OID_DAY_08-00152 2

TORONTO, Feb. 22, 2017 /CBC/ The coming-of-age of a 60-year-old Chinese-Canadian woman whose husband is having an affair, a story of survival on frigid Lake Superior and a unique ghost story are all set to be put to film, in part, due to funding from a new CBC initiative.

“When you have a lead character who is not a 20-something, non-person of colour, it’s really hard to fund a film,” said filmmaker Mina Shum. “We just traditionally in the marketplace underrepresent certain groups.”

It’s that lack of attention that the Breaking Barriers Film Fund is trying to help overcome.

On Wednesday, Meditation Park, written by Shum, Angelique’s Isle, written by Michelle Derosier, and Octavio Is Dead! written by Sook-Yin Lee were announced as the inaugural projects to receive financing through the fund.

‘We just traditionally in the marketplace underrepresent certain groups.’-Filmmaker Mina Shum

The CBC announced the initiative in November 2016 as a way to help level the playing field so that underrepresented creators, such as women, Indigenous people, persons with disabilities and other visible minorities have access to financing.

Mina Shum

Mina Shum’s project, Meditation Park, is one of three films being funded by CBC’s Breaking Barriers Film Fund. (CBC Arts)

Shum’s project stars Chinese icon Cheng Pei Pei in a bittersweet comedy about a 60-year-old woman in East Vancouver whose life is changed after she discovers evidence of her husband having an affair.

“It’s a coming-of-age story is how I think of it — she just happens to be 60,” Shum said.

“She spends her whole life taking care of her kids, her English is shaky … the plight of many isolated immigrant women, and because of something that happened, she actually is forced to venture into the outside world.”

‘To receive funding has been very, very difficult’

Having money available for artists working outside mainstream film channels can only help increase the diversity of stories that get told, said Michelle Derosier, a filmmaker based in Thunder Bay, Ont., and originally from Migisi Sahgaigan (Eagle Lake First Nation) in northern Ontario.

“To receive funding has been very, very difficult for women,” she said. “Let alone an Indigenous woman from a small northern Ontario community.”

Derosier’s film, Angelique’s Isle, is based on a true story of an Indigenous woman who was abandoned along with her husband on Isle Royale on Lake Superior in 1845 by American copper hunters.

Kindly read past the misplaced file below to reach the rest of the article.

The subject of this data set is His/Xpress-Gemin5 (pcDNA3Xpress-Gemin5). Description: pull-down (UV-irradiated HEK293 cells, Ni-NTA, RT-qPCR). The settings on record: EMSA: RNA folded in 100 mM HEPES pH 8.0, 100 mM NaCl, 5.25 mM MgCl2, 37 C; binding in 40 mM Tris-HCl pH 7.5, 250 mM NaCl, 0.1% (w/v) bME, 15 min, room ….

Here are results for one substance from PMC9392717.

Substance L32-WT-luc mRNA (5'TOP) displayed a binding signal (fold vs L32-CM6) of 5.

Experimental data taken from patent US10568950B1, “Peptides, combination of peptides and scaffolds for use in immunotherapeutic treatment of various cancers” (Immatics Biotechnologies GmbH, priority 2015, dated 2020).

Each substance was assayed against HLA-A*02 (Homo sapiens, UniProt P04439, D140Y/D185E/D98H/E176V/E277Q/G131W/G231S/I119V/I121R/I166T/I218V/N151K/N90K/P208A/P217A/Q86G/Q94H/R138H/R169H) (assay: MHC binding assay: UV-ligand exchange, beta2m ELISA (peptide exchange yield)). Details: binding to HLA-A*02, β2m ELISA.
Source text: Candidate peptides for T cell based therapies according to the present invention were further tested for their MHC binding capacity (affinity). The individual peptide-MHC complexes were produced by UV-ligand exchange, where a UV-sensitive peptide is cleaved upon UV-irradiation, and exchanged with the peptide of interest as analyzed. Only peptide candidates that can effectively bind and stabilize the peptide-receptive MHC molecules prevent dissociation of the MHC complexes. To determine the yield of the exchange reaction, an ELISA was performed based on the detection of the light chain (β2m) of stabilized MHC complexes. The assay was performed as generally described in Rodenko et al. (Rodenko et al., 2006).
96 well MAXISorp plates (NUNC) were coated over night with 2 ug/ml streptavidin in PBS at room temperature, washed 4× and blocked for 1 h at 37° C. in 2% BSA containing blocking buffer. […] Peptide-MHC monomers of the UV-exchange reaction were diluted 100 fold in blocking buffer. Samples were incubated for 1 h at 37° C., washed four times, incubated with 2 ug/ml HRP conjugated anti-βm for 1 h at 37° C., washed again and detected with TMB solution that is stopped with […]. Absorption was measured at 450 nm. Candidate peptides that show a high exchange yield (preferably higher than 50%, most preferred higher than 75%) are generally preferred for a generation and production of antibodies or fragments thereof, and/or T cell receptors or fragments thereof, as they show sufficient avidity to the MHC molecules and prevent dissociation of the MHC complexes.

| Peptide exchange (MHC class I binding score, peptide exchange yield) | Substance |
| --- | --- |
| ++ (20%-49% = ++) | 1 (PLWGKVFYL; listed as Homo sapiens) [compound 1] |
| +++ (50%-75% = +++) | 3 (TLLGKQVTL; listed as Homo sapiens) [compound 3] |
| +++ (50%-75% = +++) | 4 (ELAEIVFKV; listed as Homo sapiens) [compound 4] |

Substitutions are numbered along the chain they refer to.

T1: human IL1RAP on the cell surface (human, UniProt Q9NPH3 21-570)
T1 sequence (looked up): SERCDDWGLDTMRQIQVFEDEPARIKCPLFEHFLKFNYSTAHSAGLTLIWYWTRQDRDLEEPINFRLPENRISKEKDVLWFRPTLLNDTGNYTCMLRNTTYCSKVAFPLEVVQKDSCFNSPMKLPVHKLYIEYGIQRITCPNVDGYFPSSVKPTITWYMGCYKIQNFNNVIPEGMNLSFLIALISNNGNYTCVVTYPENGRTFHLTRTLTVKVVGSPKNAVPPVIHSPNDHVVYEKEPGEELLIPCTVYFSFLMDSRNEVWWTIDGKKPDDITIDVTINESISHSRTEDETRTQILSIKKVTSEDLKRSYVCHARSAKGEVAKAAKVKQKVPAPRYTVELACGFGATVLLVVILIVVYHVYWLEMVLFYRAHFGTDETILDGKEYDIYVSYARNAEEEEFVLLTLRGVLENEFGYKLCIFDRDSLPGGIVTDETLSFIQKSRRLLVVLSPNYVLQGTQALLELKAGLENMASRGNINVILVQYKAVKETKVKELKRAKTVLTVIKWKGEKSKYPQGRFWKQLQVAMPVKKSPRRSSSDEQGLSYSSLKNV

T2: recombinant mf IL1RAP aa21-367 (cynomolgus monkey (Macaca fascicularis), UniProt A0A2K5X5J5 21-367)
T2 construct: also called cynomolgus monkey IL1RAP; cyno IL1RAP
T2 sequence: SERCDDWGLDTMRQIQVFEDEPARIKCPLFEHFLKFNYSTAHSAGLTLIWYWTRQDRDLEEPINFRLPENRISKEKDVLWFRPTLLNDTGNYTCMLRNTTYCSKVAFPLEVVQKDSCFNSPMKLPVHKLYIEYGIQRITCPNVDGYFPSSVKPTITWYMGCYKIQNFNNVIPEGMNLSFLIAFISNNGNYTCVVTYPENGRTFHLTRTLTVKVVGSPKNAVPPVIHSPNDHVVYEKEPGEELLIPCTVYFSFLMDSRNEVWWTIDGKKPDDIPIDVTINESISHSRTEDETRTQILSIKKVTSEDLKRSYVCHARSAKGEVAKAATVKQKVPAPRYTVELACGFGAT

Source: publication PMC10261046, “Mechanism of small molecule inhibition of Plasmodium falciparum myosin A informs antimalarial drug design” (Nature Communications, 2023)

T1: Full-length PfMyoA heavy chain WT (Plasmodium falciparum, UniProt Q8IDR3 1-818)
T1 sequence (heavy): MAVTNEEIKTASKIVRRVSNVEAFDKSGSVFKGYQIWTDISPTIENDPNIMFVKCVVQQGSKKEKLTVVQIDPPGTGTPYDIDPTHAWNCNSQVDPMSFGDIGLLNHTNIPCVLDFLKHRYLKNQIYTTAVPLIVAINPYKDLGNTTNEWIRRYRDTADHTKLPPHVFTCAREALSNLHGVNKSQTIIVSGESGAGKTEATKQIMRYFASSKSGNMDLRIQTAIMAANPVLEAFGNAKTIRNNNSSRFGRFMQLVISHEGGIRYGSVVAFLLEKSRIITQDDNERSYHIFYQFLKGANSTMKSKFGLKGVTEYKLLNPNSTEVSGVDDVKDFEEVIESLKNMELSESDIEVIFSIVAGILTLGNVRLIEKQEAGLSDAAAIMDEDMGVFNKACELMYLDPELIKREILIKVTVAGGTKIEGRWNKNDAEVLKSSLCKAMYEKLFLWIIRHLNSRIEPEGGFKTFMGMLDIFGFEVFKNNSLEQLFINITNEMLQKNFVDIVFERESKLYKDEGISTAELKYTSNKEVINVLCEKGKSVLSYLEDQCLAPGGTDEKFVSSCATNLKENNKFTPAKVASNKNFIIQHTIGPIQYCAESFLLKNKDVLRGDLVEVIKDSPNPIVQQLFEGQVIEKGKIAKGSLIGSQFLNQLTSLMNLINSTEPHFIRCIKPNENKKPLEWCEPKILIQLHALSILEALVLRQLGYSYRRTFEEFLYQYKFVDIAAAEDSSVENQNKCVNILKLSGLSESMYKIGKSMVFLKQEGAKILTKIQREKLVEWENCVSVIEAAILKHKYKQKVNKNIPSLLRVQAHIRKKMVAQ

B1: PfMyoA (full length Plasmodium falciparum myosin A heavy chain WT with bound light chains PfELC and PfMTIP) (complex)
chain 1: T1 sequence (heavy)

Michelle Derosier

Thunder Bay filmmaker Michelle Derosier wrote Angelique’s Isle, a true tale of perseverance and survival on Lake Superior. (Michelle Derosier)

“It’s a survival story I suppose at its essence,” she said. “But it’s also about, I think, finding yourself.”

The third project, Octavio Is Dead! by Sook-Yin Lee, is described as a “mysterious, sensual ghost story,” about a young woman escaping her domineering mother; the story touches on themes of sexual identity, the occult and the power of reality versus imagination.

Among other criteria, each prospective project must be a fictional English-language feature film from a creator who has had at least one feature film at a recognized festival.

$7.5M over next 3 years

The CBC’s commitment will see the national broadcaster invest at least $7.5 million into the Breaking Barriers Film Fund over the next three years.

“The first three films selected for the CBC Breaking Barriers Film Fund underscore our commitment to supporting underrepresented creators who reflect the full range of voices throughout Canada,” Helen Du Toit, the fund’s interim senior director was quoted as saying in a written release issued Wednesday.

All three films are also supported by Telefilm Canada.

Full details about the Breaking Barriers Film Fund can be found on the website: www.cbc.ca/breakingbarriers.

Original Article: http://www.cbc.ca/news/entertainment/breaking-barrier-first-recipients-1.3986672